“So, it might sound backwards, but we actually went stiffer on the fork,” Garvin said. “We added two clicks of compression to the front and slowed the rebound down two clicks so that the fork would ride a little higher in the stroke. That made the bike handle better in the rough stuff for sure, because the front end felt more settled. The section right before the hip jump was really rough, and once I made the changes to the fork I was able to attack that section at a much higher speed. So, at the end of the day, all we really did was make changes to get the fork and the chassis feeling a lot like the ’17 model.”
As for the rear, Garvin had no complaints about the 2018 YZ450F’s KYB piggyback shock and rising-rate linkage rear suspension, which handily soak up stutter bumps, braking bumps and Glen Helen’s classic square edges with equal efficiency. Of course, so did last year’s model, but Yamaha nevertheless made changes to meet the needs of the 2018’s new chassis and enhance suspension feel. The shock body sub-tank capacity has been increased 30cc, and the oil flow has been increased in an effort to offer more even and controlled damping. The shock spring is made of thinner material, which also helps reduce the spring weight by 4.8%, to 210 grams. The spring rate is also stiffer than the 2017, 58 Nm/mm compared to 56 Nm/mm.
“I like the way that the YZ’s rear end tracks,” Garvin said. “It just follows the front end on the straightaways. You can just put it wherever you want.”
While the 2018 Yamaha YZ450F may handle similarly to the 2017 model, its ergonomics are much improved. The bike has a slimmer feel, which makes it easier to move around on in corners.
One of our biggest gripes about the 2017 Yamaha YZ450F had to do with its ergonomics, which were influenced by its wide-feeling chassis. For 2018, Yamaha really tried to address the cockpit via a number of changes. Of course, since the chassis is narrower through the middle – 10mm at the spars and 6mm down by the swingarm pivot – Yamaha also designed all-new bodywork to capitalize on it and give the rider more room to move. The theme is carried out a few ways, including slimmer radiators that allow the shrouds to be tucked in closer to the frame, a narrower seat and a flatter slope from the front of the seat to the rear fender. Garvin said the changes are definitely noticeable.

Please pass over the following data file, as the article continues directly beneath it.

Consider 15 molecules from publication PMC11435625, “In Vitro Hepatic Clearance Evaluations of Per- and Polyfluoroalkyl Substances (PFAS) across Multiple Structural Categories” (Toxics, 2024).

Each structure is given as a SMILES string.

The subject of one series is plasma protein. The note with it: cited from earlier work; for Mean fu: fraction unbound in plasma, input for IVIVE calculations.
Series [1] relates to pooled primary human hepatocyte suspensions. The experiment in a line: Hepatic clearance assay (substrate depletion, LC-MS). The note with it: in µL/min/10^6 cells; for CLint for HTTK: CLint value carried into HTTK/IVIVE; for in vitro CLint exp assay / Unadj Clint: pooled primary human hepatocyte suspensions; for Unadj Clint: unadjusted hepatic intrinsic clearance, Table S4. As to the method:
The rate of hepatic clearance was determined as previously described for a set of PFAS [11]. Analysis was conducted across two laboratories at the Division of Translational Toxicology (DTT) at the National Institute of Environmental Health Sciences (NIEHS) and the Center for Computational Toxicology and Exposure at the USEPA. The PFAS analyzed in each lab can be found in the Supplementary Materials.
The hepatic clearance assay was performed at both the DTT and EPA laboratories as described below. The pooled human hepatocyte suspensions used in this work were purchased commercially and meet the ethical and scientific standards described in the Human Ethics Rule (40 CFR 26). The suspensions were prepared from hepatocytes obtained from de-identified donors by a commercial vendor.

“The 2018 feels nowhere near as fat through the middle as the 2017,” Garvin said. “I was able to move around on it easily, and that helped to get my body position where it needed to be for cornering and for turning the bike in the air over jumps when I needed to. The YZ still doesn’t feel like the smallest bike in the class, but the riding position helps it to feel pretty light anyway.”
Even with its massive 270mm front rotor, the YZ450F doesn’t have the most powerful brakes in the class.
Maybe the biggest gripe that Garvin had all day concerned the YZ450F’s brakes. The front features a monstrous 270mm front rotor clamped by a Nissin two-piston caliper, while the rear is a 245mm rotor and single-piston caliper. After listening to Garvin, we wondered if Yamaha engineers focused so much on making the YZ’s engine a powerhouse that they forgot there might be a need to haul it down from speed.
“Honestly, I don’t get it,” Garvin said. “You make a bike this fast and don’t give it braking performance to match? The Yamaha doesn’t have the best brakes in the class by a long ways. The front brake feels mushy to me, and it just lacks the kind of stopping power you’d expect from a bike with a 270mm front rotor. I’d go looking for new pads or a new master cylinder if I owned one. The rear brake feels a little better and seems to work well, but most guys really depend on their front brake to stop fast. I couldn’t stop fast on the YZ.”
At the end of the day, our first impression is that the 2018 Yamaha YZ450F represents an improvement over the 2017 model, though it’s not a night-and-day difference. The ’18’s motor is more flexible than the ’17’s, and its power curve can be easily tuned to make it feel faster than the ’17. Its electric start, wi-fi tuning capability and slimmer ergos are all real positives as well. We’re just not sure that the 2018’s chassis is better than the 2017’s despite the major redesign. At $9199, the 2018 costs $500 more than the 2017. The electric start and Wi-Fi tuning features alone are justification enough for that.
“Overall, their target is to make a speedy 450cc motocrosser, and they put a lot of effort into it,” Garvin said. “It makes great power, and I love the electric start. The Yamaha Power Tuner App is rad – that is really cool thinking outside the box. But it seems to me that for all the redesigning that Yamaha did, the overall package doesn’t perform a whole lot better than the 2017. It has some cool features, and it feels different, but I could be just as happy on last year’s bike, and I really liked last year’s bike. I guess it just isn’t the quantum leap we expected.”
|2018 Yamaha YZ450F Specifications
||449cc liquid-cooled DOHC 4-stroke; 4 titanium valves
|Bore x Stroke
||97.0mm × 60.8mm
||Mikuni fuel injection, 44mm
||Transistor Controlled Ignition
||Constant-mesh 5-speed; multiplate wet clutch
||KYB Speed-Sensitive System inverted fork; fully adjustable, 12.2-in travel
||KYB single shock; fully adjustable, 12.5-in travel
||270mm disc w/two-piston caliper
||245mm disc w/two-piston caliper
||80/100-21 Dunlop MX3S
||120/80-19 Dunlop MX3S
||(Caster Angle) 27.33°
|Claimed Wet Weight
||30 Day (Limited Factory Warranty)
||Factory Yamaha blue, white